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State Department Climate Move Hits Snag at White House

The U.S. State Department's effort to combat a class of "super greenhouse gases" many thousands of times more potent than CO2 hit a speed bump at the White House yesterday, jeopardizing its chances of meeting a May 4 deadline.

The goal of the effort is to use the Montreal Protocol to phase down the global use of hydroflurocarbons, or HFCs. While currently used only in small amounts for air-conditioning and refrigeration, these gases are projected to grow astronomically in coming decades.

In response to the White House delay, Sens. John Kerry and Barbara Boxer sent a letter to President Obama today urging him to get behind the State Department plan.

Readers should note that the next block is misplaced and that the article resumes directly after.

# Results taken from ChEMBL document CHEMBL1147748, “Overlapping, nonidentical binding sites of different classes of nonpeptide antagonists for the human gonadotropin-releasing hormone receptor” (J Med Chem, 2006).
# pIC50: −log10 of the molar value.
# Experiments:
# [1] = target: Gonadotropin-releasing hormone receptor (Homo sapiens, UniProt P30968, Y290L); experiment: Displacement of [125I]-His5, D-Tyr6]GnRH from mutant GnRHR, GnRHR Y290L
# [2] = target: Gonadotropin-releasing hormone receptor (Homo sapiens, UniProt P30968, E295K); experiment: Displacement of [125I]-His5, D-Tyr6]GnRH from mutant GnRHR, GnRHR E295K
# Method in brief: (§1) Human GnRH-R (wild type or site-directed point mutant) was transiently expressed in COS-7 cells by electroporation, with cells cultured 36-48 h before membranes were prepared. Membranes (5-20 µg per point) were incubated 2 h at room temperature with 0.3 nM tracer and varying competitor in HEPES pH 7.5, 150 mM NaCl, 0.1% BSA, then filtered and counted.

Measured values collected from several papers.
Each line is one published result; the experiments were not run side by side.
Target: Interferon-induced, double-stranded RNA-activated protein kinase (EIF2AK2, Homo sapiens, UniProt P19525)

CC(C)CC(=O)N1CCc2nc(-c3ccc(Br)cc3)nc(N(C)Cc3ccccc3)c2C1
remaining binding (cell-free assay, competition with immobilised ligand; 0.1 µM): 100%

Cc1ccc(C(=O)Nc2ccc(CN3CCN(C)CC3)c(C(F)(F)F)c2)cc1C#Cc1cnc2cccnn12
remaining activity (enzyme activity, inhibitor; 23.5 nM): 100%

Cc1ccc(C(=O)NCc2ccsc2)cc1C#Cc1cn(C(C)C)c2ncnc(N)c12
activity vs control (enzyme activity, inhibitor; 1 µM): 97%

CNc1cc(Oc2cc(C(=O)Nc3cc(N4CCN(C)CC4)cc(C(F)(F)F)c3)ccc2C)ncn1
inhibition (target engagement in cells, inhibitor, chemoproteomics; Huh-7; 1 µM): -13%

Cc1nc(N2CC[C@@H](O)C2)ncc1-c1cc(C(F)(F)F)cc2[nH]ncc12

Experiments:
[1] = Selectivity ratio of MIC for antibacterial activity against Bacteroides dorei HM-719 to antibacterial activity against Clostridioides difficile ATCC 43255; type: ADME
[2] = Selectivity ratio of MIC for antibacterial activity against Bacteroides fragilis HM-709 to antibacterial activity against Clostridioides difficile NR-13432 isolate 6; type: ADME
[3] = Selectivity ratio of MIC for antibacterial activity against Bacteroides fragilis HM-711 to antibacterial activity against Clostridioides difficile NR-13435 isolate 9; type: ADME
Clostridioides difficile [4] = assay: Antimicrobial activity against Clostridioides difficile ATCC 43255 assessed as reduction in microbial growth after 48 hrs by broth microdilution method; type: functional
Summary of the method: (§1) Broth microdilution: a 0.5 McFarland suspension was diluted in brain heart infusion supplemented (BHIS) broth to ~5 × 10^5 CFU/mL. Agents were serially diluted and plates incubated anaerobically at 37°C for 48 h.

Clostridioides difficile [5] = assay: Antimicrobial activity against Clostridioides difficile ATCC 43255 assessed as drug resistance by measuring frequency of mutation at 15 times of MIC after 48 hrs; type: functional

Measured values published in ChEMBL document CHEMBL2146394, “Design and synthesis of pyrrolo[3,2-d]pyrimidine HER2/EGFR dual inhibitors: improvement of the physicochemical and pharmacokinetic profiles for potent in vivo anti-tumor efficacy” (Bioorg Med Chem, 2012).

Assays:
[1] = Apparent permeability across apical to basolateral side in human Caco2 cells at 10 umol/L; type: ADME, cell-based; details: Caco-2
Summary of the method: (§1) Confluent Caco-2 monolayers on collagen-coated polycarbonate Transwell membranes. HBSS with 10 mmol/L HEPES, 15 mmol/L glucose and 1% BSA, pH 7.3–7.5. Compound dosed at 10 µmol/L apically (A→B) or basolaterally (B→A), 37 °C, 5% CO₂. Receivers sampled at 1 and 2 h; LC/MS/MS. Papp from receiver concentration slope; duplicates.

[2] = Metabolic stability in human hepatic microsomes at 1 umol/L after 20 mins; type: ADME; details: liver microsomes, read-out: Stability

"We understand that your administration is considering offering an amendment to the Montreal Protocol next week that would provide authority to regulate HFCs. We strongly support such an amendment," they wrote.

Reps. Henry Waxman and Ed Markey, leading the push for climate legislation in the House, also supported the State Department plan in a letter sent earlier this month to the White House.

Left unchecked, HFCs would add up to 25 times the current total U.S. emissions to the global burden by 2040, largely because of their use in ever greater numbers in the developing world. They could effectively negate all reductions in CO2 currently being contemplated.

Over the 20 years of its existence, the Montreal Protocol on Substances that Deplete the Ozone Layer has tackled the phase out of more than 90 similar gases, and policymakers believe it offers the best avenue for immediately handling HFCs.